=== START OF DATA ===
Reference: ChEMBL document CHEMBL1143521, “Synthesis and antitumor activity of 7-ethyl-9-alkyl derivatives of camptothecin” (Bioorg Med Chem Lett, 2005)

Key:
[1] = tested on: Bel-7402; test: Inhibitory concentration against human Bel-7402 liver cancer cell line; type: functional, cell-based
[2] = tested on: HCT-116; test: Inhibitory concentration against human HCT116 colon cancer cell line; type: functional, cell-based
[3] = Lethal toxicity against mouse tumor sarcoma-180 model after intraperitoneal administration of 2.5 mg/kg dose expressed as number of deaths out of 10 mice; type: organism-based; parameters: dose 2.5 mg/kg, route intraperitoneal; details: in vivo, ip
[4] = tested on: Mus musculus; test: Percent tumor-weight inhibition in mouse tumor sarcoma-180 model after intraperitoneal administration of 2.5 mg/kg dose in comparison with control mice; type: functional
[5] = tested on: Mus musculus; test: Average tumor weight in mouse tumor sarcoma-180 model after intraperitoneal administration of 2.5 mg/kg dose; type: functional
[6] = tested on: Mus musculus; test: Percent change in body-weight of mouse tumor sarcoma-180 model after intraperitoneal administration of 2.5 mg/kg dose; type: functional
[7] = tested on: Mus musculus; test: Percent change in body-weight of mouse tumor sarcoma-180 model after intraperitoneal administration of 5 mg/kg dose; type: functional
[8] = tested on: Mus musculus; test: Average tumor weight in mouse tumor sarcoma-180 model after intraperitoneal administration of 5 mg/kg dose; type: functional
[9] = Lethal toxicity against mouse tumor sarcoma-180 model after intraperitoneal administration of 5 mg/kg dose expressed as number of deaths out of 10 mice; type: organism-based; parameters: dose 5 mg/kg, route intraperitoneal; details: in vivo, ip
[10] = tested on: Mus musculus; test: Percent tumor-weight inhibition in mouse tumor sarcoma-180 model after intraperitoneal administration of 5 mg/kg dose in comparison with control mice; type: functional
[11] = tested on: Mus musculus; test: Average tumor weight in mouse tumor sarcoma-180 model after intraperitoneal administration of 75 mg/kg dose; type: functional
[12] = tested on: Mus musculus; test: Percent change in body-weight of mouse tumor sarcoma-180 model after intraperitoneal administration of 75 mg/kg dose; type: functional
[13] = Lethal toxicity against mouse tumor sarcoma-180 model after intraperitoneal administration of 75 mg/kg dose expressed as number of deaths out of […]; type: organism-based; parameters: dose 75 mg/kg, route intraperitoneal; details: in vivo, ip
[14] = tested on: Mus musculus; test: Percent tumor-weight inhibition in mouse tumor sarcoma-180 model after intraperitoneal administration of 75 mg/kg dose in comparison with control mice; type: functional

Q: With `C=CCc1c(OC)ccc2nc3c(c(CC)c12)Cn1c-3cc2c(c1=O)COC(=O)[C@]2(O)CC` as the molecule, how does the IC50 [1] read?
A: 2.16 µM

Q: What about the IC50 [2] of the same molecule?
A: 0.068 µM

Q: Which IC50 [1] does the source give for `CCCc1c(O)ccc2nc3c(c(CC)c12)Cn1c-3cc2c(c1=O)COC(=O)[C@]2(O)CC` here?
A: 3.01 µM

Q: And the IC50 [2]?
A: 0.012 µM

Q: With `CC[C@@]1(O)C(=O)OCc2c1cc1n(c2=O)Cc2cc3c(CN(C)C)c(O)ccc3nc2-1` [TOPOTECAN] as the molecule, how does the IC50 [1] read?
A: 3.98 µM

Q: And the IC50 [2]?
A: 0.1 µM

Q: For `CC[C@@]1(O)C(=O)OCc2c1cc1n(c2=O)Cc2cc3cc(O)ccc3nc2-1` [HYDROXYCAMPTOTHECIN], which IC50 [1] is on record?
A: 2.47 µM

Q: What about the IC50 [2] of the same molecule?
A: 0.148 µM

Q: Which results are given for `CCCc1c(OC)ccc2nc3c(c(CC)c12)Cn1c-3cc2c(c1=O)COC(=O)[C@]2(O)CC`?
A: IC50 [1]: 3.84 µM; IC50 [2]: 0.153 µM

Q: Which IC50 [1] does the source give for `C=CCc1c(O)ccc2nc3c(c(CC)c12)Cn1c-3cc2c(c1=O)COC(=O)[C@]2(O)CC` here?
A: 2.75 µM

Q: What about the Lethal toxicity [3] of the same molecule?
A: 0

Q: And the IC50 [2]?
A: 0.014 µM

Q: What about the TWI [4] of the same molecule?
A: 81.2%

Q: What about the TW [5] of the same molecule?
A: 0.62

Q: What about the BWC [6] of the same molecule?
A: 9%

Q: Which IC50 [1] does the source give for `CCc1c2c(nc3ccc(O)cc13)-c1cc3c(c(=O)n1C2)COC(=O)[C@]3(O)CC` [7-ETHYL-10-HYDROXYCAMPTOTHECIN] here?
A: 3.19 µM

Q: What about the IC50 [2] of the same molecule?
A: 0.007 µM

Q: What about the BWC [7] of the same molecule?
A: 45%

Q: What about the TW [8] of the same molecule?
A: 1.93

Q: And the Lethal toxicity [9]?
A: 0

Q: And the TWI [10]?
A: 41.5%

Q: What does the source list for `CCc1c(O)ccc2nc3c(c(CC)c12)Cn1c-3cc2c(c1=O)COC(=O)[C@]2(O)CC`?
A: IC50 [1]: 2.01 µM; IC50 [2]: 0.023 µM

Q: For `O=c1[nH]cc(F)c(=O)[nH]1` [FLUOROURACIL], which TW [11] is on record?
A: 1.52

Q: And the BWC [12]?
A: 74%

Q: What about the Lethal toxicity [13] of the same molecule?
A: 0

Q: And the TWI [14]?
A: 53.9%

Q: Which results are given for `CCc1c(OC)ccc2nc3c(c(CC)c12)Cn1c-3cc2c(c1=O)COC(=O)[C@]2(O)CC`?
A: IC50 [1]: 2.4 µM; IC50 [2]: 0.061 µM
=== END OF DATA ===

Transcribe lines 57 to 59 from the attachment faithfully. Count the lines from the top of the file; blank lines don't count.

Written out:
Q: And the TWI [10]?
A: 41.5%

Q: What does the source list for `CCc1c(O)ccc2nc3c(c(CC)c12)Cn1c-3cc2c(c1=O)COC(=O)[C@]2(O)CC`?